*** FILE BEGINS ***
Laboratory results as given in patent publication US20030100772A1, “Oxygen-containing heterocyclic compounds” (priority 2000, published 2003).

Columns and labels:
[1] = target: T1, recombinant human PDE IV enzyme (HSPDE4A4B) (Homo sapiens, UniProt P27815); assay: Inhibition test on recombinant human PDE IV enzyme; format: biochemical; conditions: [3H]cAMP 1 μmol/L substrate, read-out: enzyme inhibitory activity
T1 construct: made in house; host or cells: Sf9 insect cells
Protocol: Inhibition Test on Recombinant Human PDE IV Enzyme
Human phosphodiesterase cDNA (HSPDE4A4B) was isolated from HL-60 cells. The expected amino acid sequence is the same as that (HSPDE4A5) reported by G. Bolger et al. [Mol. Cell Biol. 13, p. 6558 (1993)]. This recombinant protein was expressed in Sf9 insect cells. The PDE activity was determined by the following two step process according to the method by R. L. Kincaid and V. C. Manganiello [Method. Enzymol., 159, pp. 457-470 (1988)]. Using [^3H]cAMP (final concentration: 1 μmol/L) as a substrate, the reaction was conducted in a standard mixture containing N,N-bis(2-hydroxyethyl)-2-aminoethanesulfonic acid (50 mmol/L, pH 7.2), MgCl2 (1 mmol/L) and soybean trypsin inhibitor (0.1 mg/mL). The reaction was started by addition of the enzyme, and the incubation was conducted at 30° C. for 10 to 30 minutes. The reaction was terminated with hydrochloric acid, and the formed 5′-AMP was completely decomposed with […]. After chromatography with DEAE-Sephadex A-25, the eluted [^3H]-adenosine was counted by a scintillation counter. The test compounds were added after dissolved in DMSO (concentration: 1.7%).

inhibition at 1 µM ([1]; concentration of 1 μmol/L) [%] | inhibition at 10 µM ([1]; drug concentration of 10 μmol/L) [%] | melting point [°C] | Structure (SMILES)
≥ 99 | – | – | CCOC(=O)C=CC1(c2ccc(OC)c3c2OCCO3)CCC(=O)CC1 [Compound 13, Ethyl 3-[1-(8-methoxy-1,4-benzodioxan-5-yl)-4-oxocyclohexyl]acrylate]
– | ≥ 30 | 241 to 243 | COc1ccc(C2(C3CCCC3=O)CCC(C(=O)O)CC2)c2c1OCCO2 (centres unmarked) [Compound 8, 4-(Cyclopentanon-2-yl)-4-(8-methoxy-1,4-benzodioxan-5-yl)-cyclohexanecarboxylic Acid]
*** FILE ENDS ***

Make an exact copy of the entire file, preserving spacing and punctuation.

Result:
Laboratory results as given in patent publication US20030100772A1, “Oxygen-containing heterocyclic compounds” (priority 2000, published 2003).

Columns and labels:
[1] = target: T1, recombinant human PDE IV enzyme (HSPDE4A4B) (Homo sapiens, UniProt P27815); assay: Inhibition test on recombinant human PDE IV enzyme; format: biochemical; conditions: [3H]cAMP 1 μmol/L substrate, read-out: enzyme inhibitory activity
T1 construct: made in house; host or cells: Sf9 insect cells
Protocol: Inhibition Test on Recombinant Human PDE IV Enzyme
Human phosphodiesterase cDNA (HSPDE4A4B) was isolated from HL-60 cells. The expected amino acid sequence is the same as that (HSPDE4A5) reported by G. Bolger et al. [Mol. Cell Biol. 13, p. 6558 (1993)]. This recombinant protein was expressed in Sf9 insect cells. The PDE activity was determined by the following two step process according to the method by R. L. Kincaid and V. C. Manganiello [Method. Enzymol., 159, pp. 457-470 (1988)]. Using [^3H]cAMP (final concentration: 1 μmol/L) as a substrate, the reaction was conducted in a standard mixture containing N,N-bis(2-hydroxyethyl)-2-aminoethanesulfonic acid (50 mmol/L, pH 7.2), MgCl2 (1 mmol/L) and soybean trypsin inhibitor (0.1 mg/mL). The reaction was started by addition of the enzyme, and the incubation was conducted at 30° C. for 10 to 30 minutes. The reaction was terminated with hydrochloric acid, and the formed 5′-AMP was completely decomposed with […]. After chromatography with DEAE-Sephadex A-25, the eluted [^3H]-adenosine was counted by a scintillation counter. The test compounds were added after dissolved in DMSO (concentration: 1.7%).

inhibition at 1 µM ([1]; concentration of 1 μmol/L) [%] | inhibition at 10 µM ([1]; drug concentration of 10 μmol/L) [%] | melting point [°C] | Structure (SMILES)
≥ 99 | – | – | CCOC(=O)C=CC1(c2ccc(OC)c3c2OCCO3)CCC(=O)CC1 [Compound 13, Ethyl 3-[1-(8-methoxy-1,4-benzodioxan-5-yl)-4-oxocyclohexyl]acrylate]
– | ≥ 30 | 241 to 243 | COc1ccc(C2(C3CCCC3=O)CCC(C(=O)O)CC2)c2c1OCCO2 (centres unmarked) [Compound 8, 4-(Cyclopentanon-2-yl)-4-(8-methoxy-1,4-benzodioxan-5-yl)-cyclohexanecarboxylic Acid]